How did the Russian Tsars die?

Scholars look at Russian history from a medical perspective

How is the health of a country connected to the health of its people? Until recently, scholars did not begin to research this question. Such archival material remained closed though it is unlikely that the Tsars’ medical records were a guarded state secret. The idea to write a book about the health of Russian monarchs came about spontaneously, said Gennadiy Oshishchenko, the lead author and Russia’s сhief іanitary шnspector, at a presentation commemorating the 125th Anniversary of Russia’s Federal Protective Service. Medical stories about the Tsars were published by Media Press in a 325-page book titled, “Medicine and Russia’s Imperial Authorities.”

Sorrow killed Nikolay I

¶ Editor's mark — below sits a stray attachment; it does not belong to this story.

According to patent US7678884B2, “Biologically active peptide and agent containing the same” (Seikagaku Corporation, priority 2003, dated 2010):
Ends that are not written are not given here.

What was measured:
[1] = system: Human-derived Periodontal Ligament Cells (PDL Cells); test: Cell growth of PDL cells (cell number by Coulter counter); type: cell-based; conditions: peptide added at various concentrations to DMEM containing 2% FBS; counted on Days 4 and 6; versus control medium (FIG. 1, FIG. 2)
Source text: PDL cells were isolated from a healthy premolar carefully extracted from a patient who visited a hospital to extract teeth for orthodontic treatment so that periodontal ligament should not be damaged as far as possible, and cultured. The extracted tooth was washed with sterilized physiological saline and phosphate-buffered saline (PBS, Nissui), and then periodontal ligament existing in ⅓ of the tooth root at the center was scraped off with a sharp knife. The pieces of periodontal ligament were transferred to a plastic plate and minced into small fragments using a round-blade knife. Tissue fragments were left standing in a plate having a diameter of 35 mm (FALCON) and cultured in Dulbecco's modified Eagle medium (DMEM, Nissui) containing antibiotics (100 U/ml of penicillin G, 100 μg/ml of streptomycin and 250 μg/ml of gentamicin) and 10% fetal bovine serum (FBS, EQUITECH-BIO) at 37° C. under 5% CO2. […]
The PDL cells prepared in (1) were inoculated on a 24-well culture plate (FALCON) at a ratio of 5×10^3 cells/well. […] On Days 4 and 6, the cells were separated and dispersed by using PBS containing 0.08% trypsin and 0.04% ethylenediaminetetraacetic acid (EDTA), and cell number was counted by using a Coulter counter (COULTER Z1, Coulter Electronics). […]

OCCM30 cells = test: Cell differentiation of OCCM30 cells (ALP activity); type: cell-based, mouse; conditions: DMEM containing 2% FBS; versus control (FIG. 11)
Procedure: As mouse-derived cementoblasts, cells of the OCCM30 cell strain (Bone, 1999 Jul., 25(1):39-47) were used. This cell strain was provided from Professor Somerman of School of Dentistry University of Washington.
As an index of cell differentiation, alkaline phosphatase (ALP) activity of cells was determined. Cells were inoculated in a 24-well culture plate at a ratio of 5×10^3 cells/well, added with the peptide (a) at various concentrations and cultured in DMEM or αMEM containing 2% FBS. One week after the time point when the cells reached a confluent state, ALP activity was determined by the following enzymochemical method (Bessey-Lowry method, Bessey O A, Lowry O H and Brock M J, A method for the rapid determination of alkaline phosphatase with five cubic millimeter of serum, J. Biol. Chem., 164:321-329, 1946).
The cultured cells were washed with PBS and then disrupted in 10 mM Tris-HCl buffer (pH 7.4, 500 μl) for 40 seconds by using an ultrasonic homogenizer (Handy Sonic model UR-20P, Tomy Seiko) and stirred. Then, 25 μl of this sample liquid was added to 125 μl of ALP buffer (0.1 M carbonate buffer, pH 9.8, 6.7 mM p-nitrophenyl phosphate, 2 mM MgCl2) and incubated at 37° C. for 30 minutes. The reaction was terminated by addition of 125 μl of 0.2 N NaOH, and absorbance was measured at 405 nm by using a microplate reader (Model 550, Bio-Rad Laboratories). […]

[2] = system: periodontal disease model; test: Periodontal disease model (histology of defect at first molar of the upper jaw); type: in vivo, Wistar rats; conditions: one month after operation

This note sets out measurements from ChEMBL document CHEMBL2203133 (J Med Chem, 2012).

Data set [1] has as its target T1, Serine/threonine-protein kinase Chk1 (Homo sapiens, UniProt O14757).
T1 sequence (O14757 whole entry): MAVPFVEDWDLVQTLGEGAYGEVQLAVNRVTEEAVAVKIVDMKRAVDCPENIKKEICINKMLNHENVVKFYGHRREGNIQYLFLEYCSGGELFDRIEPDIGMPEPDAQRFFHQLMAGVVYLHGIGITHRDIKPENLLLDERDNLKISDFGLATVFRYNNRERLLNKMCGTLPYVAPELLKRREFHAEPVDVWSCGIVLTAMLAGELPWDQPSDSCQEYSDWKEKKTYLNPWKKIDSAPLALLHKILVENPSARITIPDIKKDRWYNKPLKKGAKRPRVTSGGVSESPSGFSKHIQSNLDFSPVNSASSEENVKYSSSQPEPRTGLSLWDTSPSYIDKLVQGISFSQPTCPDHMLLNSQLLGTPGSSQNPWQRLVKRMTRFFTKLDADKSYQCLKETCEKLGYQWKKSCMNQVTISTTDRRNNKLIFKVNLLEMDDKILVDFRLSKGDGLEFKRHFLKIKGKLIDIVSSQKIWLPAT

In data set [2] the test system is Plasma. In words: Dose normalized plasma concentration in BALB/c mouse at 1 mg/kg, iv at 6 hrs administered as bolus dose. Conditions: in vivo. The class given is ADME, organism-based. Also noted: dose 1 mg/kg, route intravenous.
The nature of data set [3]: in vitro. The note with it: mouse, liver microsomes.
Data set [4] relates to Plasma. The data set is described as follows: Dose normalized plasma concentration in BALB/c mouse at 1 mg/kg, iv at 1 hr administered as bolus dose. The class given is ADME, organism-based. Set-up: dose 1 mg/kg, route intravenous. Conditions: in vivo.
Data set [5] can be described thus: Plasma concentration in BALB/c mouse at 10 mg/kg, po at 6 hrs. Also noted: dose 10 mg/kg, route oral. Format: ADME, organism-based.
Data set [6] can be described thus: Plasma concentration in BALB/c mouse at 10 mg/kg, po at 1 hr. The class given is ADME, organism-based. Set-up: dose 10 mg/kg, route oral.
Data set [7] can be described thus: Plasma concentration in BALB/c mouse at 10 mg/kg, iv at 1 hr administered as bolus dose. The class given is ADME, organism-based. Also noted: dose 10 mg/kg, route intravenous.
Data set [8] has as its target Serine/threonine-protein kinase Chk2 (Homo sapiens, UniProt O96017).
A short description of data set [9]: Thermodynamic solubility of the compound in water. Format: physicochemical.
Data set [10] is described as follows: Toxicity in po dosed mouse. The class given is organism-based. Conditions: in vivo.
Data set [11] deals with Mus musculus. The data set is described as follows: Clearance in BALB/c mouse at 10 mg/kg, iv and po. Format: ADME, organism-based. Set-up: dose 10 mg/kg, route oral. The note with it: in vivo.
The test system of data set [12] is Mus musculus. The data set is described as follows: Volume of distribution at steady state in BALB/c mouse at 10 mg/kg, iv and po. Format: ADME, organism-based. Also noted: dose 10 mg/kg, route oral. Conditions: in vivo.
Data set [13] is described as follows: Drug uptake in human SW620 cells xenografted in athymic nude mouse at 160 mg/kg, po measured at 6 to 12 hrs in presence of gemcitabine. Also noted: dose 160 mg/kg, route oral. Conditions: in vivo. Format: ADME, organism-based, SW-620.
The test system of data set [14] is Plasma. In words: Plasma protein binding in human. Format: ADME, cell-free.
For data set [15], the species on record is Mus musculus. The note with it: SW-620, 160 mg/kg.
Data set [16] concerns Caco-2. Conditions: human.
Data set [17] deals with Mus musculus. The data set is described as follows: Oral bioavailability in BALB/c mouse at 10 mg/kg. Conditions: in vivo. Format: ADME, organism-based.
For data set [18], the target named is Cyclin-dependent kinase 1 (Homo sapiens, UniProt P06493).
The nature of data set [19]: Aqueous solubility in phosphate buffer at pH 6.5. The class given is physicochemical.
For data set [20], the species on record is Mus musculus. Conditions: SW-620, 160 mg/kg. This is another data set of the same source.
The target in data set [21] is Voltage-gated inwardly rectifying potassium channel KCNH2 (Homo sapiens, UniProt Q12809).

Historians were interested in studying the death of Nikolay I. He had been the picture of beauty – an athlete standing 190 centimeters tall. The Tsar was almost never ill and boasted a healthy physique. He carefully hid his ailments from everyone. When necessary, he hid in his office on a cot beneath his greatcoat waiting for an illness to subside. He did not smoke or drink wine – even at official ceremonies – and was not a ladies’ man. At the age of 59, he passed away over three weeks during the peak of the Crimean War. READ MORE


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